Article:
A Packed Programme of Pembroke Papers
Every Thursday evening during term, a small part of the Pembroke graduate cohort can be found in the Nihon Room listening to a talk on any one of a fantastically varied selection of topics.
The Pembroke Papers series is a forum for graduates to showcase their research in a 20-minute talk. This term, talks have covered synthetic biology, artificial sweeteners, DNA repair and cancer, female poets, the geology of Tibet, Viking women, and what vets do when they’re not fixing people’s pets.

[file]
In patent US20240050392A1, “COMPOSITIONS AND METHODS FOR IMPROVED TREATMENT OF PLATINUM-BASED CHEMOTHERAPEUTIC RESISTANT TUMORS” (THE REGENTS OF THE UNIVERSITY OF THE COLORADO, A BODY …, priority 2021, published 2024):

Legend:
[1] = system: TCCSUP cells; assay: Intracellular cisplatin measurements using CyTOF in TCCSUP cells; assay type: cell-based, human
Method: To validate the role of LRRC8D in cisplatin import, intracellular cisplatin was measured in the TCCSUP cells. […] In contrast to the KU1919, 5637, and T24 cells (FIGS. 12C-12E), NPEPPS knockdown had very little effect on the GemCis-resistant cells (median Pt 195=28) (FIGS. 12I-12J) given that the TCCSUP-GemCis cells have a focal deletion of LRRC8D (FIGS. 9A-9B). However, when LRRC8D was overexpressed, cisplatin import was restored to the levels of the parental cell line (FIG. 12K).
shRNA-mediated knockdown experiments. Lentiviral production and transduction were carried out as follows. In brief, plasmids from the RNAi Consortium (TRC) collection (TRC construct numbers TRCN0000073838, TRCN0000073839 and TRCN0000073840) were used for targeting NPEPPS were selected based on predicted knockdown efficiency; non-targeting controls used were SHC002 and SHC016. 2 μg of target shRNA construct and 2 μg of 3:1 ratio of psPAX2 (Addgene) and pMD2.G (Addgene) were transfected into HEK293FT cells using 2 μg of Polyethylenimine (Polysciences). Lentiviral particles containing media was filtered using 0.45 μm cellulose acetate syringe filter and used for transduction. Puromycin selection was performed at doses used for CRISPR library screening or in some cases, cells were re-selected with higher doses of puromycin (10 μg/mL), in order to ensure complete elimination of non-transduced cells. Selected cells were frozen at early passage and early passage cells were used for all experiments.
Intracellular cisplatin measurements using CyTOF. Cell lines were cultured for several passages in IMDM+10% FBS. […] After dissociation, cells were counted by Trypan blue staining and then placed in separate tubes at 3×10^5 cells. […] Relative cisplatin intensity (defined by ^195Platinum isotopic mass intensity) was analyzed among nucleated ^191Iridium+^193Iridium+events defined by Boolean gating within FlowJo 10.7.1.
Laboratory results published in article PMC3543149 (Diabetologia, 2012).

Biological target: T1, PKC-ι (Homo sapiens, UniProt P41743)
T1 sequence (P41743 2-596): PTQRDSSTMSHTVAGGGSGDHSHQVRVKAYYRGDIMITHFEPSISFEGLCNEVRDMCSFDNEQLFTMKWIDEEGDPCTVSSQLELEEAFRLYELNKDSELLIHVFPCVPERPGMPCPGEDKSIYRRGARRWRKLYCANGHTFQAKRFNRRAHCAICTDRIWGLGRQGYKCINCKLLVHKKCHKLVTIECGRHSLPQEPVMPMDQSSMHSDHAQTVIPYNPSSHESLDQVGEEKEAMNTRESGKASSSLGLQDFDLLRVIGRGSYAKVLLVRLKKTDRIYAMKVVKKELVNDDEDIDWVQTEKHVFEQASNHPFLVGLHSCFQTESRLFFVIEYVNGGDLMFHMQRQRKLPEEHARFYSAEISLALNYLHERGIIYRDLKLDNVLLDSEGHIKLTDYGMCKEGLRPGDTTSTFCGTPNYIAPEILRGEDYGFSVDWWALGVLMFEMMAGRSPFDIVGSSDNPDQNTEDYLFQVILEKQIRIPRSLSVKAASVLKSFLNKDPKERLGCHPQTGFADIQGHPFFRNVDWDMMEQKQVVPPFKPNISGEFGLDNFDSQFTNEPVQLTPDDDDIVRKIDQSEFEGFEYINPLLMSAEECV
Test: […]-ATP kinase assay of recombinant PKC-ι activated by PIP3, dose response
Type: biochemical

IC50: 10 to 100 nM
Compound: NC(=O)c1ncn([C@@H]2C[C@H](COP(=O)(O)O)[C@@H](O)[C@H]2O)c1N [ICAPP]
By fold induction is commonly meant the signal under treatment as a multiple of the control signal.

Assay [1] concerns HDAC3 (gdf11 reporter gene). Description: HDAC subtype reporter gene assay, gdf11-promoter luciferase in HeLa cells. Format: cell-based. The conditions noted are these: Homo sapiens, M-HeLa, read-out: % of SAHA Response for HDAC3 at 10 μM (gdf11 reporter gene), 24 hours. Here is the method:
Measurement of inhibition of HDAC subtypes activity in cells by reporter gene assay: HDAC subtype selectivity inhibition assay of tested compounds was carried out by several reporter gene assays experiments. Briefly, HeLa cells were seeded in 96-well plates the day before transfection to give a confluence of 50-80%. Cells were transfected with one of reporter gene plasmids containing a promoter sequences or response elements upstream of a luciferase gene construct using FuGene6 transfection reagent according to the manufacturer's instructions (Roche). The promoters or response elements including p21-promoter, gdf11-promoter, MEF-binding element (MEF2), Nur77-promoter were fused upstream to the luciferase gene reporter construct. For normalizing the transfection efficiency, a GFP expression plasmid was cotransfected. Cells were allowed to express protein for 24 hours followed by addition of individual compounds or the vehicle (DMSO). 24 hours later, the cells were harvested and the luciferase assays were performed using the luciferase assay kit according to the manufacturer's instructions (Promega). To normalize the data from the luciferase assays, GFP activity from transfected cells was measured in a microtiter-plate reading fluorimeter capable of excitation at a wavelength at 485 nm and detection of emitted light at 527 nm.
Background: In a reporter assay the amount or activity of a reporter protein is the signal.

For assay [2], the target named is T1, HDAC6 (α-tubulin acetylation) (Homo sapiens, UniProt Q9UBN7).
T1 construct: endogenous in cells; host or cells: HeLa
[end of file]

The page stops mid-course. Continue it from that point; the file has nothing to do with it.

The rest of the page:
A person attending one of these talks might find themselves leaving with a surprisingly detailed knowledge of how British dialects vary through space and time, or how homohysteria is entwined with the history of the British National Party. Someone with an interest in disease and medicine would find something to think about in a talk about stem cells, protein mis-folding, or drug discovery. And there’s something for people more interested in the humanities and politics as well; a journey through theories on gender and poetry perhaps, or an exploration of right-wing populism.
This series is an excellent way to get to grips with the breadth and depth of graduate research happening in Pembroke. Thank you to everyone who has taken part this year; we look forward to hearing more great talks next term.